Winter Storm Heather Shows Texas Needs More Reliable Energy Sources
The recent brush with Winter Storm Heather, although not as severe as the disastrous Winter Storm Uri of February 2021, served as a critical reminder of the precarious balance of Texas’ power grid. Despite some improvements to the reliability of natural gas generation and the addition of renewable energy sources, the margin for error remains uncomfortably slim. At the height of the storm, the Electric Reliability Council of Texas (ERCOT) reported a mere 7% in reserves, a figure that, while sufficient this time, could have spelled disaster under harsher conditions. Normally, this figure is between 10% and 20%.
Texas prides itself on a diverse energy mix, with renewables like wind and solar contributing significantly to the grid. However, the state’s infrastructure is primarily optimized for summer demands, leaving it vulnerable during prolonged winter peaks. The recent storm highlighted the critical dependency on natural gas when renewables falter under cold conditions. For hours, natural gas was responsible for nearly 70% of Texas’ electricity, a stark contrast to the less than 7% contribution from wind and solar at certain points.
This dependency on natural gas exposes a fundamental issue within ERCOT’s market-based system. Wind and solar, benefiting from low operational costs and substantial subsidies, especially for wind, can produce electricity at significantly lower prices than natural gas, except when the weather doesn’t cooperate. This economic dynamic discourages investment in natural gas generation, which is essential for grid stability during renewable shortfalls.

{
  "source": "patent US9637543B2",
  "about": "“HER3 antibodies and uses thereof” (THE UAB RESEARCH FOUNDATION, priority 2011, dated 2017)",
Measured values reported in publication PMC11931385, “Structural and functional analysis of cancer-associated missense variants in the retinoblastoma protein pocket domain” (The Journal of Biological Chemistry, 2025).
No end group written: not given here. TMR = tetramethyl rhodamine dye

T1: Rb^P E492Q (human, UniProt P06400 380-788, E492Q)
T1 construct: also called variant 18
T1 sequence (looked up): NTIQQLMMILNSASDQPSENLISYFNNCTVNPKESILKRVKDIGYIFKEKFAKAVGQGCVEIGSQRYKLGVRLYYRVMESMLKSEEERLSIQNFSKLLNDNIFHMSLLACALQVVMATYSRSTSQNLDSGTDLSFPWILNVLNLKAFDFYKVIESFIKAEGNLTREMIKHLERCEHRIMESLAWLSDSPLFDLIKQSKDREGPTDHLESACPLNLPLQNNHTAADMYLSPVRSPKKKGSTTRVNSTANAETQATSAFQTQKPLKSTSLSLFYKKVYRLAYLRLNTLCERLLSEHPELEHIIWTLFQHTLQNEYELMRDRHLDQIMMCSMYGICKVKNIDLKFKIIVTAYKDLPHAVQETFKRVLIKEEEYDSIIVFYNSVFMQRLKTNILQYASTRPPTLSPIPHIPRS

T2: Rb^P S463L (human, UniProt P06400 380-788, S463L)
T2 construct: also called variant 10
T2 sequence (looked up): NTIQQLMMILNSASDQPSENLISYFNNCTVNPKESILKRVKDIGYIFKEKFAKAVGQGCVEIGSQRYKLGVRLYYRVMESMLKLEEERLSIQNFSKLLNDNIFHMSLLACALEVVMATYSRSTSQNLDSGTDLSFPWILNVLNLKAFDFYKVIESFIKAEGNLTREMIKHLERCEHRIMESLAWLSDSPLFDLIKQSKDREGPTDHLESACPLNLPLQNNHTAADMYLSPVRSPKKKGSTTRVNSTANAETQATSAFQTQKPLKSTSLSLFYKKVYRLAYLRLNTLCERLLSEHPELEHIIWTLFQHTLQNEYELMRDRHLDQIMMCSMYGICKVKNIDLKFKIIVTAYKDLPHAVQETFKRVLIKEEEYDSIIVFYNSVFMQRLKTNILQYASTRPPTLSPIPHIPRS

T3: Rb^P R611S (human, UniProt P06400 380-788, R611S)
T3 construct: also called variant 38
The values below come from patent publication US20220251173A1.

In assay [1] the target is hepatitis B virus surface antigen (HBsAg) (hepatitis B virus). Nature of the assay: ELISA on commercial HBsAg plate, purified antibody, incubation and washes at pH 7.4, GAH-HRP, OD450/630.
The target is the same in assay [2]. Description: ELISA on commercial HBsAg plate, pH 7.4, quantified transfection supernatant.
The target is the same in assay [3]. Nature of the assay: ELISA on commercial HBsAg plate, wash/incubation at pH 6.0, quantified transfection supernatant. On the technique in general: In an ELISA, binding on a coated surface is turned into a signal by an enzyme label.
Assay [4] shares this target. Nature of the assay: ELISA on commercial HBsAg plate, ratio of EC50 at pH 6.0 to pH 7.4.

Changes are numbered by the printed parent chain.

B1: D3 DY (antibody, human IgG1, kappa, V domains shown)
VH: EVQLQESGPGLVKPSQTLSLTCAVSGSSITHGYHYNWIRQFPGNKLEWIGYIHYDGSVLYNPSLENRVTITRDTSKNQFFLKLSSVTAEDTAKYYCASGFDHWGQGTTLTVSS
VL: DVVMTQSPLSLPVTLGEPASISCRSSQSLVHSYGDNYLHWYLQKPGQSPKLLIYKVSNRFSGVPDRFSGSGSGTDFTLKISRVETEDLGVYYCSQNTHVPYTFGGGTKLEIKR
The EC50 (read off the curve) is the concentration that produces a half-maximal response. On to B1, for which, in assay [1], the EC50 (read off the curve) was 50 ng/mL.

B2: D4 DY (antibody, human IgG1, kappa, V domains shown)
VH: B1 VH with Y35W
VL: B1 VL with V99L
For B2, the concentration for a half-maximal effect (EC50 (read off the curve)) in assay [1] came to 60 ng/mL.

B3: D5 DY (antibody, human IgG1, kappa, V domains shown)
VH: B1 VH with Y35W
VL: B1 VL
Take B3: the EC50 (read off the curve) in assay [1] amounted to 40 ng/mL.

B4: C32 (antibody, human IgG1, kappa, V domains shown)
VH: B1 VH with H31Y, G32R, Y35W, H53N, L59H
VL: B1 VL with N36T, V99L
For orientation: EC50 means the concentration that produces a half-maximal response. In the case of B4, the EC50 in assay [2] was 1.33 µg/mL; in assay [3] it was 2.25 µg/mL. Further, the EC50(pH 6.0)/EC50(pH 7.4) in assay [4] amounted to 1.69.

Texas recently attempted to incentivize the construction of additional natural gas generation facilities, but found no takers. This lack of interest underscores the need for either taxpayer-funded subsidies or regulatory mandates to ensure a reliable dispatchable power supply. The alternative, building battery storage, is an emerging but currently expensive and limited solution. Although battery storage contributed over 1,000 megawatts during the storm, its overall impact remains small due to high costs and limited capacity.
The dilemma Texas faces is not just about maintaining low electricity rates, which are currently 18% below the national average thanks to cheap natural gas and abundant renewables. The real challenge lies in ensuring the grid’s reliability without resorting to costly subsidies or regulations that could erode these savings. The state’s energy strategy must balance affordability with the need for a resilient and dependable power system.
As Texas navigates its energy future, the lessons from Winter Storm Heather must not be ignored. The state’s grid was fortunate this time, but reliance on luck is a dangerous strategy. Texas must address its energy vulnerabilities head-on, recognizing that the true cost of cheap electricity should not include risking catastrophic grid failures.